Kyiv accuses Hungary of 'helping Putin' in Ukraine war

Hungary's leader told Putin that Budapest would pay Russia in roubles for gas imports

Hungarian Prime Minister Viktor Orban, right, and Russian President Vladimir Putin shake hands in Budapest in October 2019. AFP
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Ukraine on Thursday accused its neighbour Hungary, an ally of the Kremlin, of appeasing Russian aggression and disrupting EU unity after a telephone call between leaders in Moscow and Budapest.

"Apparently, after the elections, Budapest moved on to the next step — helping [Russian President Vladimir] Putin continue his aggression against Ukraine," the Ukrainian Foreign Ministry said.

Mr Putin congratulated Hungarian Prime Minister Viktor Orban after his party won a fourth term in general elections last week.

The two leaders spoke again Wednesday and Mr Orban told Mr Putin that Hungary would be prepared to pay Russia in roubles for gas imports.

"We believe this statement of readiness to pay for Russian gas in roubles is an unfriendly position towards our state," the Ukrainian Foreign Ministry said.

"Such statements also contradict the consolidated position of the European Union."

Hungarian Foreign Minister Peter Szijjarto said later on Thursday that his Ukrainian equivalent had not contacted him and urged Kyiv to "stop insulting us".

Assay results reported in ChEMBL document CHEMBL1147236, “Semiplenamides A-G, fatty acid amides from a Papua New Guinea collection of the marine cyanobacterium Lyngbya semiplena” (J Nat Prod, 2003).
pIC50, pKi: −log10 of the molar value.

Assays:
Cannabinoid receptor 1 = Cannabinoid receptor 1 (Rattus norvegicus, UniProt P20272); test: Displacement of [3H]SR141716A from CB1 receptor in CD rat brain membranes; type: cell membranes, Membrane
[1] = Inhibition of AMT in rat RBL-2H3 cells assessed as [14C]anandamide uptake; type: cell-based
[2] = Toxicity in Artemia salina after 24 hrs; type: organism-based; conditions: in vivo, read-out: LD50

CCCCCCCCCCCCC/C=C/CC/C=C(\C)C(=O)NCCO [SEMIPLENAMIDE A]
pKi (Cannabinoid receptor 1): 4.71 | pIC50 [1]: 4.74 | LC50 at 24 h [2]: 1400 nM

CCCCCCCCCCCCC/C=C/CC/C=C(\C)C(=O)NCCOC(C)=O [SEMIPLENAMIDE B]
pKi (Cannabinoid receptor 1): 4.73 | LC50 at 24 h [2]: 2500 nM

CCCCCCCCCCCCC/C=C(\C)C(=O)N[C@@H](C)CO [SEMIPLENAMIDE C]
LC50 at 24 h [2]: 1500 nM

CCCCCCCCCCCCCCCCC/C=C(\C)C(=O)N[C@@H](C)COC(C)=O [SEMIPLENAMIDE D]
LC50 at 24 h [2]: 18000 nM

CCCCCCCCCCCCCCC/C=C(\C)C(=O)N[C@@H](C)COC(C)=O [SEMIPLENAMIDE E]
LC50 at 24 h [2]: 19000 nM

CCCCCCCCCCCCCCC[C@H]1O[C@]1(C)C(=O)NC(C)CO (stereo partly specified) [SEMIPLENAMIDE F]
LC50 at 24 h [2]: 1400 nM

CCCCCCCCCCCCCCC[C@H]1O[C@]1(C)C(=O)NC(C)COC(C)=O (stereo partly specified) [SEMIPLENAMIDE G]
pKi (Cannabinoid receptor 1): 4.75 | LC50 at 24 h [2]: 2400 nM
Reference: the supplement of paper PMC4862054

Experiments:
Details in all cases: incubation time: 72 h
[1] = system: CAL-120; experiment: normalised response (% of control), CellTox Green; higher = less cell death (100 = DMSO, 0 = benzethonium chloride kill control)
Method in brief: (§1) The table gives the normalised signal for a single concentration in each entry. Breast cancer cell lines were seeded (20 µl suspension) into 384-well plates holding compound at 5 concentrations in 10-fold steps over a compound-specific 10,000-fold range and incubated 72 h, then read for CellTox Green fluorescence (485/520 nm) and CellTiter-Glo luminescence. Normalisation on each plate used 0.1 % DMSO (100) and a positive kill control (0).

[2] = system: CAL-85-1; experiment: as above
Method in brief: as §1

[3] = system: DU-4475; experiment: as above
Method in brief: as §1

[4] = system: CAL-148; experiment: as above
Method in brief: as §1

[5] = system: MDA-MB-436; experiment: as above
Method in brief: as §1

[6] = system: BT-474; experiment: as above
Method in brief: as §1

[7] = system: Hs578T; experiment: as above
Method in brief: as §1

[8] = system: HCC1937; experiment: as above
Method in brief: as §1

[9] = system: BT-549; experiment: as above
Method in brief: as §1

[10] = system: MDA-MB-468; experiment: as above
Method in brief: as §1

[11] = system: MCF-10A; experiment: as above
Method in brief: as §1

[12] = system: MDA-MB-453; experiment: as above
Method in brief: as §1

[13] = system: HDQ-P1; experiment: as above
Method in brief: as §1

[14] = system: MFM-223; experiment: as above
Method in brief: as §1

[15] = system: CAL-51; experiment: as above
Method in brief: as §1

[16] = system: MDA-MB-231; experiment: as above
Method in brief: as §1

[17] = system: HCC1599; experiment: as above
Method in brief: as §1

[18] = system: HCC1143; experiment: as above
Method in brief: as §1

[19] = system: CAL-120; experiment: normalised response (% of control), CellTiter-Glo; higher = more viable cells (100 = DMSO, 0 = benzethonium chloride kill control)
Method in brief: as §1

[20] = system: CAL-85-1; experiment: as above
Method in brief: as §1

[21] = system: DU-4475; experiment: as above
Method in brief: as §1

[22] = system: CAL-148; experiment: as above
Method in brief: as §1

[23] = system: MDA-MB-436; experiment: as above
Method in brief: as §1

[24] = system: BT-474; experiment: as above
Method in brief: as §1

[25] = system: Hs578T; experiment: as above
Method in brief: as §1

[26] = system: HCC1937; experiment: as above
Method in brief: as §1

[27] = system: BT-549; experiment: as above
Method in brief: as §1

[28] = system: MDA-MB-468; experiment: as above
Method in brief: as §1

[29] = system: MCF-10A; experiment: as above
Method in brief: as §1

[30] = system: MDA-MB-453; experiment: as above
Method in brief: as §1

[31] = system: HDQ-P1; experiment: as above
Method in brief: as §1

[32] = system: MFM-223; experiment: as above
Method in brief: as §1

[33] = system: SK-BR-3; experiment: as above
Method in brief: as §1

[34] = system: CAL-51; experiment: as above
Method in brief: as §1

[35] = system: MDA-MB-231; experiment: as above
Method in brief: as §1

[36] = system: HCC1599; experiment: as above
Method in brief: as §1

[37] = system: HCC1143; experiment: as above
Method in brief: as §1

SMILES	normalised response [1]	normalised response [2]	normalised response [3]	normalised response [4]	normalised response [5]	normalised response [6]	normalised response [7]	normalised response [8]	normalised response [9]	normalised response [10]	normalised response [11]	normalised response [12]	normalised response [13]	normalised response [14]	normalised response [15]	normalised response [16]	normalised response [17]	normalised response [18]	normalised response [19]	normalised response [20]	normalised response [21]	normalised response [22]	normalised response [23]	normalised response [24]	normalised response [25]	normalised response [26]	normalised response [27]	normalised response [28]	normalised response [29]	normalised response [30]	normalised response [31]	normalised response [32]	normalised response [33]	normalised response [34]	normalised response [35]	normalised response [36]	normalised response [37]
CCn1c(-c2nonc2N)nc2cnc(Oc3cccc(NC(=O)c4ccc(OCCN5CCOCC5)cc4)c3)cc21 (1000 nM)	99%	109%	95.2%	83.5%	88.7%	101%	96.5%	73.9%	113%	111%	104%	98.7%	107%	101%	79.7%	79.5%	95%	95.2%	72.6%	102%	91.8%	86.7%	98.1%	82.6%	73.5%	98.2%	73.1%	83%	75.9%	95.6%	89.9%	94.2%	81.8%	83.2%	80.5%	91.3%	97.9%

"They ask for and wait for help while attacking and accusing us in an immoral way," Mr Szijjarto told Hungarian public TV from Brussels, where he was attending a Nato meeting.

On Wednesday, Mr Orban said that during the call he had urged Mr Putin to implement an immediate ceasefire in Ukraine, and he invited the leaders of France, Germany and Ukraine to meet the Russian leader in Budapest.

"Proposals to hold peace talks between Ukraine and Russia in Budapest look cynical," Kyiv said.

"If Hungary really wants to help end the war, here's how to do it: stop destroying unity in the EU, support new anti-Russian sanctions, provide military assistance to Ukraine, and not create additional sources of funding for Russia's military machine."

The foreign ministry said Hungary had been reluctant to acknowledge "Russia's undeniable responsibility" for "atrocities," and that this could "strengthen Russia's sense of impunity and encourage it to commit new atrocities against Ukrainians".

Mr Orban had previously had one of the closest relationships to Mr Putin of any EU leader.

During his call, he restated his opposition to sending weapons to Ukraine and to the EU imposing an embargo on Russian energy imports, on which Hungary is highly dependent.

Updated: April 07, 2022, 9:47 PM
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